Step 4: Knees to Chest
Now it’s time to actually get those knees all the up to your chest, and past your belly button. Fluidity is going to be key once again. While moving into this step of the progression, think about aiming for your elbows, while kipping harder than in the previous steps. Kipping with more force will make sure that are able to get your torso out of the way as you past under the bar, so that your knees can then touch your chest.
Remember: Active both your shoulders and lats to achieve a strong kip.
The timing of your kip will also change at this point, as bringing your knees up higher is going to take longer. Focus on staying balanced and controlled: just because your kip is changing, doesn’t mean you should be adding any extra movement to the movement such as swings between reps, etc.
Sidenote: This is sometimes a point of contention, and you may be coached differently in your gym… but I personally have no issue with bending your knees during this step. In the long run, it’s going to help you cycle through the movement easier.
Source: RX´d Photography
Step 5: Toes to bar
It’s time to Rx TTB! Keeping everything in mind from the previous four steps, the only thing that is going to change is finally getting your toes up to that bar.
Try not to overthink it; a good cue to keep in mind is ‘flicking’ your feet up towards the bar. Don’t lose your strong, engaged kip, and from knees to chest, flick up both of your feet (at the same time) to touch the bar.
Something worth mentioning about this final step is that once again, the timing of your kip will change as you add more movement. Keep this in mind, and if necessary tweak your timing. This is going to be achieved through simply practicing the movement.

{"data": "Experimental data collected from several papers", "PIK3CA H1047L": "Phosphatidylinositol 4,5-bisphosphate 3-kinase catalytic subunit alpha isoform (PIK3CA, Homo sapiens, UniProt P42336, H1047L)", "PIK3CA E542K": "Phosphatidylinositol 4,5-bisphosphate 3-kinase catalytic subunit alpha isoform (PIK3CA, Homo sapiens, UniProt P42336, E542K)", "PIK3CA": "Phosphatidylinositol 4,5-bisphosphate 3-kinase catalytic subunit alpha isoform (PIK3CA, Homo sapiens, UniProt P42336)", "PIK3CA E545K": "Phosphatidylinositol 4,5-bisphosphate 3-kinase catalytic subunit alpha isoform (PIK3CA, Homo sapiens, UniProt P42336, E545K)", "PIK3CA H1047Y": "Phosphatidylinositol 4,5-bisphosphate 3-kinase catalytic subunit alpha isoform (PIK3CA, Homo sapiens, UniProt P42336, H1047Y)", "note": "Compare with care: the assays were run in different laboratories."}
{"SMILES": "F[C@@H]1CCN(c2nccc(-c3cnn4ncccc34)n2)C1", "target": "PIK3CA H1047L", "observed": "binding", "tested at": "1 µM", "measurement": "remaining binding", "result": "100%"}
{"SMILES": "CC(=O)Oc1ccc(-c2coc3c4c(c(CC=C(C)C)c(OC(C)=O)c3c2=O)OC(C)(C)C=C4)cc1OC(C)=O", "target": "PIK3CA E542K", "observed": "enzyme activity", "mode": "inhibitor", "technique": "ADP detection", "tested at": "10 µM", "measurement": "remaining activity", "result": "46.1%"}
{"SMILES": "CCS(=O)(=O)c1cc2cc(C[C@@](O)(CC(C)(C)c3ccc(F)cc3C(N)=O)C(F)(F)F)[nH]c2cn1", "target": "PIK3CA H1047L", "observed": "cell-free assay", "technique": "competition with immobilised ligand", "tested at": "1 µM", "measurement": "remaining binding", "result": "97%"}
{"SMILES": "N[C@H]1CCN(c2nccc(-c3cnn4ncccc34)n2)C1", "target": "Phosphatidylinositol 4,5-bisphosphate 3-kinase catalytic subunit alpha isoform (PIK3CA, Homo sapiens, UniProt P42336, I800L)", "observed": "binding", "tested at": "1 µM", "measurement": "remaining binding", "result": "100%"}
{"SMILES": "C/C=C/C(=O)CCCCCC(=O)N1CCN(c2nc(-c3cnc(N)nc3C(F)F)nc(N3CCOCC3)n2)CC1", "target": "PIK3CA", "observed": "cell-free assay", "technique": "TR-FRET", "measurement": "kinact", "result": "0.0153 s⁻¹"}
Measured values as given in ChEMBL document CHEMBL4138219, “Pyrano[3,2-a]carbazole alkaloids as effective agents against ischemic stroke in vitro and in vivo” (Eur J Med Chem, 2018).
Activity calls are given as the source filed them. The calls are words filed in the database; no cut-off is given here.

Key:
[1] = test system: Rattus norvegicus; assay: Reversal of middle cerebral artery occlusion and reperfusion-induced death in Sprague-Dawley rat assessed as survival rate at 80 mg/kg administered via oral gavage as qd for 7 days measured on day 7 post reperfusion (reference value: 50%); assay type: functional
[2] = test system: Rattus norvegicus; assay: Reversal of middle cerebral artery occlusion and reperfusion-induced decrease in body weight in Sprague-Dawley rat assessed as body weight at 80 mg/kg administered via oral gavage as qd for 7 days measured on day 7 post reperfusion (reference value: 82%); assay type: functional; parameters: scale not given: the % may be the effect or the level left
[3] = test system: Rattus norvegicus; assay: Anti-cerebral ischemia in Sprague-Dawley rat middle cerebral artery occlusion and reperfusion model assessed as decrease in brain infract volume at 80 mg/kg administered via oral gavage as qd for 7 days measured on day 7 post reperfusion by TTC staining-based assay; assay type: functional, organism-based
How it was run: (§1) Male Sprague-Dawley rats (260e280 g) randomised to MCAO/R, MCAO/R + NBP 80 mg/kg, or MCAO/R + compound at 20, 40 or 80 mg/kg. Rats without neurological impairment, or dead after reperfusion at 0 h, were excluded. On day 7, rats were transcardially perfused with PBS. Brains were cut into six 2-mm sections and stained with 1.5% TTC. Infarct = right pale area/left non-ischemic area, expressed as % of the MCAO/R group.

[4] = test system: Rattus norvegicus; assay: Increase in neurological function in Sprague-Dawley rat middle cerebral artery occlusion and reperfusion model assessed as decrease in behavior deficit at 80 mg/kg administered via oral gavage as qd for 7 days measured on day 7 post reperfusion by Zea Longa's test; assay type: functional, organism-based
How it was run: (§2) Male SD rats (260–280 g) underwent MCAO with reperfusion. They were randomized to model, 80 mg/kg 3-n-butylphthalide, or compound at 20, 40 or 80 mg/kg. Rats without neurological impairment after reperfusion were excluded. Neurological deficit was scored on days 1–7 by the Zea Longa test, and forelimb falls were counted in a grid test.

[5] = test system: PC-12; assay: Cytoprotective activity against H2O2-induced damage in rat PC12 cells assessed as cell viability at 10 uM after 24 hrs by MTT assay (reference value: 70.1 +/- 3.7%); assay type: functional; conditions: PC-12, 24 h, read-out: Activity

Let’s take a quick look at the different cues we’ve mentioned for learning TTB.
- Arch to hollow kip
- Pull down on bar & get shoulders up, tuck Knees high
- At the apex, flick toes to the bar
If you’re looking for a visual recap, here’s a video walking through the exact same TTB progression:
Kipping Toes to Bar: The Missing Piece
More often than not, if I’m working with an athlete who can’t seem to get it to ‘click’ when stringing together toes to bar, it’s because they’re missing a crucial part of the movement:
Pulling through the bar.
This cue is absolutely crucial when entering the arch position of toes to bar (explained in step one). As your body moves back under the pull-up bar to begin another rep, think about pulling your head and torso through (almost as if your arms are creating a window). Simultaneously, your feet should pushed back behind your body. This will help to build for a strong arch, setting yourself up beautifully for the next rep.
By the way, pulling through the bar into a strong arch is a movement that’s important for a bunch of CrossFit® gymnastics movements, including pull-ups and bar muscle ups. So next time you find yourself struggling to string together reps, and nare losing your kip, keep this cute in mind:
Toes to Bar Progression: Conclusion
If you’re working on toes to bar and find yourself with extra time before or after your next WOD, try working through the toes to bar progression laid out above. It might help you find what that missing piece of the movement is, and before you know it, you might just be stringing together toes to bar with ease!
Looking for even more toes to bar help? Check out our free toes to bar guide here!
- Toes-to-Bar-CrossFit-Open: Photos courtesy of CrossFit Inc